Simply using the session_name() function to change the session name will not solve the problem. There are additional items that must be taken into consideration:

I have created code which solves this problem, and I include here for your edification.

The following code is run at the start of each script so that it can extract the session name from the contents of either the GET or POST request.

global $session_name;
if (isset($_REQUEST['session_name'])) {
    // use session name passed via $_GET or $_POST
    $session_name = $_REQUEST['session_name'];
} // if

The following code will use the existing session name (if supplied) or generate a new one.

// get details from any previous session
if (isset($session_name)) {
    // use existing session name
} else {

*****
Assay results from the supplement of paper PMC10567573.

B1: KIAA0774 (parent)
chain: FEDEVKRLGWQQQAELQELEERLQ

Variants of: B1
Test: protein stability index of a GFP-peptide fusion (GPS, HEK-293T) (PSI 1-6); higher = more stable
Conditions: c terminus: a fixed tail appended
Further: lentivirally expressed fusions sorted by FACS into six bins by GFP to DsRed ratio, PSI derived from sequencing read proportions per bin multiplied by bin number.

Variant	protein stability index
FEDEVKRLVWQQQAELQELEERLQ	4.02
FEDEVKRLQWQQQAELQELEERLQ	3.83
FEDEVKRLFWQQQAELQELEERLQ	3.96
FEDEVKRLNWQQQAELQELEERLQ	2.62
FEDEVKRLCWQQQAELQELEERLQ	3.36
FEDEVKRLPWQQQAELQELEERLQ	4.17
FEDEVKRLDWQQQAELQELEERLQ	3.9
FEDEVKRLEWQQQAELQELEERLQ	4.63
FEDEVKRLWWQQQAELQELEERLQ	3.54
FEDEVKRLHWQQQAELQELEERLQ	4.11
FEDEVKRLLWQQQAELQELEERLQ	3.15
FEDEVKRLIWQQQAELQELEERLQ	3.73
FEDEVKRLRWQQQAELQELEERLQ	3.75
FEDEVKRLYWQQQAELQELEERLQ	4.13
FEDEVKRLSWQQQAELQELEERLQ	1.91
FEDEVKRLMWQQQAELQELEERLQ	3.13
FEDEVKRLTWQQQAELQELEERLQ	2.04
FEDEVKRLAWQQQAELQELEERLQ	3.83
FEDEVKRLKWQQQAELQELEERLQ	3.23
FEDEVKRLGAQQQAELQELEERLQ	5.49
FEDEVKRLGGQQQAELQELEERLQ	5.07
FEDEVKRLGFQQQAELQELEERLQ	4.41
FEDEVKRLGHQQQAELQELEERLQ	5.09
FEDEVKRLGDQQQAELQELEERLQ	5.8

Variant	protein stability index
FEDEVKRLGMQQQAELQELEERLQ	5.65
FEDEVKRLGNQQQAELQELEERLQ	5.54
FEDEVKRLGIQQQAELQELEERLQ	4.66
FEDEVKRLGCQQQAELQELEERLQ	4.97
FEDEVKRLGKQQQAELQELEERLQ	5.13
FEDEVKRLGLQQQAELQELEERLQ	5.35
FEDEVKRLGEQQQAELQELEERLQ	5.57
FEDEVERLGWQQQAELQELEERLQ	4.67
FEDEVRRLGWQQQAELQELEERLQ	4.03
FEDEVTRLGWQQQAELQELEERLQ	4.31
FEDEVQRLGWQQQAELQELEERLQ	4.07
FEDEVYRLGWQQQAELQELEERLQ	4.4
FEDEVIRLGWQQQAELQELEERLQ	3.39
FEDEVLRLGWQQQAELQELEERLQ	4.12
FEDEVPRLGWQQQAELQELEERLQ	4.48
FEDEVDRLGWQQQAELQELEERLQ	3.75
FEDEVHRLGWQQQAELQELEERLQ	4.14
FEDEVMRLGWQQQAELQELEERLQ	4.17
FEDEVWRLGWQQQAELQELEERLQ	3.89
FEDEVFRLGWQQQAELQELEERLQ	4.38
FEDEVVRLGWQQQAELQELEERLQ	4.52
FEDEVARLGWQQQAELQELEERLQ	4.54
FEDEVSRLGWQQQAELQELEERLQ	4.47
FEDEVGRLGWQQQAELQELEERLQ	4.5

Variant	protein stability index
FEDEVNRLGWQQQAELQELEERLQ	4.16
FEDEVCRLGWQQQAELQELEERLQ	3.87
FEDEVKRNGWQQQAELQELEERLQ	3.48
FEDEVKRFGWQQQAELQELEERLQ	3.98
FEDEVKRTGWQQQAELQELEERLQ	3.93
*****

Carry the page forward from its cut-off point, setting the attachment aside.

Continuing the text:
// assign new session name
    $session_name = getNewSession('menu');
} // if
session_name($session_name);
session_start();

The session_name() function will tell PHP to use this name in place of any previously supplied by any php.ini or .htaccess file.

The session_start() function will extract the session id that goes with this name and use that to retrieve previously-stored data and load it into the $_SESSION array, or it will generate a new id and start with an empty $_SESSION array.

The custom function getNewSession() is defined as follows:

function getNewSession ($prefix='menu')
// create a new session name using $prefix + a number.
{
    // step through numbers 0-99
    for ($i = 0; $i <= 99; $i++) {
        $session_name = $prefix .$i;
        if (!array_key_exists($session_name, $_COOKIE)) {
            break;
        } // if
    } // if
    
    return $session_name;

} // getNewSession

All that is required after this point is to ensure that the new session name is built into every subsequent request from that client. This is done as follows:

Starting a new session